In one of the best scenes of Tate Taylor's The Girl On the Train (2006), Rachel Watson (played brilliantly by Emily Blunt) is spiralling out of control in a bathroom at Grand Central Station. Every day, she watches a perfect couple from the train she takes into New York City. Though her marriage has disintegrated, seeing them renews her hope in love. Until today, that is. Today Rachel saw the wife with another man and it sends her into an explosion of fury. Fuelled by all the martinis she's chugged, Rachel violently smears lipstick on the bathroom mirror and screams her desire to storm into Megan's house, grab her by the hair and '¦just smash her head all over the floor'. She had been teetering on the edge of a break down for weeks and now she's just keeled over.
On Friday, 26 February, Netflix debuted the Hindi version of The Girl On The Train, with Parineeti Chopra enacting out the same scene as above. It's interesting that an award-winning psycho-thriller novel, set in London, gets a desi version. What's most interesting, however, is that a story centred around a female alcoholic gets a desi version. For those who have read the Paula Hawkins bestseller or seen the role essayed by Blunt in the Hollywood version, it's a character that has multiple shades of grey - the kind that forces an audience to separate their 'drinking problems' from the people they are. The drinking itself is an emotional crutch for the protagonist, but has little to do with how an audience will finally perceive them because of everything else that's going on.
This isn't the first time in the recent past that we've had female leads that would conventionally be termed 'problematic.' Take Beth Harmon (played by Anya Taylor-Joy), for example, in The Queen's Gambit. A toughened orphan and chess prodigy, Beth is socially challenged but it comes across as a choice - she doesn't get close to people because it would get in the way of her chess. And she drinks and is addicted to tranqs. Cassie Bowden (played by Kaley Cuoco) in The Flight Attendant is an alcoholic and loves to party - till she wakes up next to a freshly murdered corpse in a strange hotel room after blacking out. In a lot of ways, you'd think of Cassie as the complete opposite of Beth - highly sociable and the life of a party, but erratic in her ways.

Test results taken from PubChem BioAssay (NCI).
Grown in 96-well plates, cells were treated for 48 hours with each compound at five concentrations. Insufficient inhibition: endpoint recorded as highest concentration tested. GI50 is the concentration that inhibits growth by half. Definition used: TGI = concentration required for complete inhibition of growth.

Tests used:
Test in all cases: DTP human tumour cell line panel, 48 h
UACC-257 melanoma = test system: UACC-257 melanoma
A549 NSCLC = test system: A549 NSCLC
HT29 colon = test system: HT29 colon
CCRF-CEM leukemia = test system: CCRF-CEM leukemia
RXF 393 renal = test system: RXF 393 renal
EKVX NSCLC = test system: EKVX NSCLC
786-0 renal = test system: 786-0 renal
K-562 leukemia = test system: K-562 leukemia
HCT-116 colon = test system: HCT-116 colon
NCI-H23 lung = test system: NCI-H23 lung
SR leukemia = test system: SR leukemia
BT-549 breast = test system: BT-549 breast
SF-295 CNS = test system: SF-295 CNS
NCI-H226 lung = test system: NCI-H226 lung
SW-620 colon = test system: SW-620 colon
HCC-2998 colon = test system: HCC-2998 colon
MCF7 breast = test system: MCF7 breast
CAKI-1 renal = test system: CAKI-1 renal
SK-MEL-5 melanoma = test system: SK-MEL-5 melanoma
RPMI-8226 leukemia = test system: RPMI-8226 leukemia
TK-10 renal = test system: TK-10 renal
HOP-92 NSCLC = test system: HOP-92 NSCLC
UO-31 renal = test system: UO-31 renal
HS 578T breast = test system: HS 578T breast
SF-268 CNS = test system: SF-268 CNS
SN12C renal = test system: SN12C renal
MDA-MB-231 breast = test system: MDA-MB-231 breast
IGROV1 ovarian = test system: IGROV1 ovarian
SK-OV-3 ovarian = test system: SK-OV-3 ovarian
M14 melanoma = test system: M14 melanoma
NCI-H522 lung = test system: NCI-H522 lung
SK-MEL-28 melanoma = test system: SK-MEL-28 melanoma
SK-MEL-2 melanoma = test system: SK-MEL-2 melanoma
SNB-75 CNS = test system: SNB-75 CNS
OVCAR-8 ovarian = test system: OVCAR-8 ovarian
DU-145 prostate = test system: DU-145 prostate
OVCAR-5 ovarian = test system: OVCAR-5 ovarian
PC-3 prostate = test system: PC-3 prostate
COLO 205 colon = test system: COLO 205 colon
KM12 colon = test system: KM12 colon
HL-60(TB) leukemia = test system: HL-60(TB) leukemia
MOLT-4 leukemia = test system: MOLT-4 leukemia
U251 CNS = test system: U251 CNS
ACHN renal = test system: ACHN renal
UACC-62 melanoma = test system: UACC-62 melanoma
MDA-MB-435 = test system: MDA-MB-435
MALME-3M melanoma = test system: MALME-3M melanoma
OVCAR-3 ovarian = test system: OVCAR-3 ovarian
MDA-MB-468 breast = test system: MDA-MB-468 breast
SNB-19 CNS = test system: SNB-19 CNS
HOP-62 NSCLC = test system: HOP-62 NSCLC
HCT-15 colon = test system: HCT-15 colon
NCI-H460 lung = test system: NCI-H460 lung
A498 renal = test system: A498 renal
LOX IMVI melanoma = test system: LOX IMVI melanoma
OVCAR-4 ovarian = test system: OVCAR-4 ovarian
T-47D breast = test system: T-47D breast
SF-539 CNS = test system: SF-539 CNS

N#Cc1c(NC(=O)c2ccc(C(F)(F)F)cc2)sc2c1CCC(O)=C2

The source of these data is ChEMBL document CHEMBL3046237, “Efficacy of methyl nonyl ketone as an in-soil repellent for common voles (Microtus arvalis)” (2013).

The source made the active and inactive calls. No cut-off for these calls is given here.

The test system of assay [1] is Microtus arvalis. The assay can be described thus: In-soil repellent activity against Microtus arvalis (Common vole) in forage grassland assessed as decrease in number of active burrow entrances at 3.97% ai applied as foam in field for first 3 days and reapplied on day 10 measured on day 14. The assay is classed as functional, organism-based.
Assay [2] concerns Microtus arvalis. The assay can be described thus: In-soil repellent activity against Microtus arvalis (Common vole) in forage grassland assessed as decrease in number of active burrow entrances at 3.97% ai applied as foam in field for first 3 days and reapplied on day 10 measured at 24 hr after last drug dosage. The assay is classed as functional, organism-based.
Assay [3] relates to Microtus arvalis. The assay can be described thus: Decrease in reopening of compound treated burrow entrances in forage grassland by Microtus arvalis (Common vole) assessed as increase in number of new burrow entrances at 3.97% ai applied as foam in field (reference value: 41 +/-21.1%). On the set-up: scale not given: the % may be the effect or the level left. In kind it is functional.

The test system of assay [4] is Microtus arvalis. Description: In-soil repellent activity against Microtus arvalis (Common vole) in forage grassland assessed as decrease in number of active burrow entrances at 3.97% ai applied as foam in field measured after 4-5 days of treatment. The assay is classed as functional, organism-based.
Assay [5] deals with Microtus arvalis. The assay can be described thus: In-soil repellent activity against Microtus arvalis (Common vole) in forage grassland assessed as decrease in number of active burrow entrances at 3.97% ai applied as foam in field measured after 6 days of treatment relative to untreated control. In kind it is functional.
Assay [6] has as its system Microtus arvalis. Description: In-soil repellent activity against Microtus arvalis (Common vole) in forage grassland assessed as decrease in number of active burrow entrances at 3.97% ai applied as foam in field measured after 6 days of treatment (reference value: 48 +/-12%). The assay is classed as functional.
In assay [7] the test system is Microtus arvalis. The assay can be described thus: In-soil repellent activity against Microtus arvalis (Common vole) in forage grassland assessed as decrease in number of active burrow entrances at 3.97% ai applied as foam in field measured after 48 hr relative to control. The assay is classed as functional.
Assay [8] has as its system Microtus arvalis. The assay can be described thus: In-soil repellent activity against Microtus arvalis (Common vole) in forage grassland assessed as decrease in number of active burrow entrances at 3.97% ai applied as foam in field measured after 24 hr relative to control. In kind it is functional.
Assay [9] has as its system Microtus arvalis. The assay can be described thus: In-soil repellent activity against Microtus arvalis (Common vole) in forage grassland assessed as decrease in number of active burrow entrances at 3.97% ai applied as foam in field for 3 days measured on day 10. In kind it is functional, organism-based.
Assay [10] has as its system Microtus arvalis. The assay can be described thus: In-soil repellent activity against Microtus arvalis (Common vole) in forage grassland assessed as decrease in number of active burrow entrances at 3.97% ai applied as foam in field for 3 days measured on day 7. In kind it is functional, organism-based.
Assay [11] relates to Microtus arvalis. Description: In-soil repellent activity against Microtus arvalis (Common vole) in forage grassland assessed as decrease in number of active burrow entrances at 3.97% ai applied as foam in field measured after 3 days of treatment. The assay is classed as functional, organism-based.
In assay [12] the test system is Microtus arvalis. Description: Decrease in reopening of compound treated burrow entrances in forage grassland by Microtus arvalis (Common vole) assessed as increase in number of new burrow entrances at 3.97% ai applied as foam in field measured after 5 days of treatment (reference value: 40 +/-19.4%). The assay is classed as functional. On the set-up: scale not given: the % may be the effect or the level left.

Still from The Queen's Gambit
What binds the two characters though, is the childhood trauma of being orphaned and getting addicted very early in life. The alcohol and substance abuse that we see is clearly a crutch, but it's slid into the narrative the way 'male saviours' have been thrown into these kind of stories in the past - insignificant to the central plot really, but there to help our protagonist deal with some kind of trauma.
These saviours have little or no bearing on the intrinsic ability of the protagonist, except for creating situations and for the story to chug along. Most importantly, these filmmakers refuse to define their heroines by their vices, which is something that's begun to happen only recently.
It's been a gradual journey though. While female authors have given us deeply flawed heroines in the past, it's only in the last decade that we've begun to see these characters make the transition to screen. David Fincher's rendition of Gone Girl (2014) might be credited by some for the slew of 'messy' heroines we've seen in the years after, but in hindsight one can't help feel that the award-winning director picked Gillian Flynn's easiest novel. The lines were clearly marked out in that one - there was little doubt that Amy Dunne (played by Rosamund Pike) would be perceived by the audience as an out-and-out bad seed.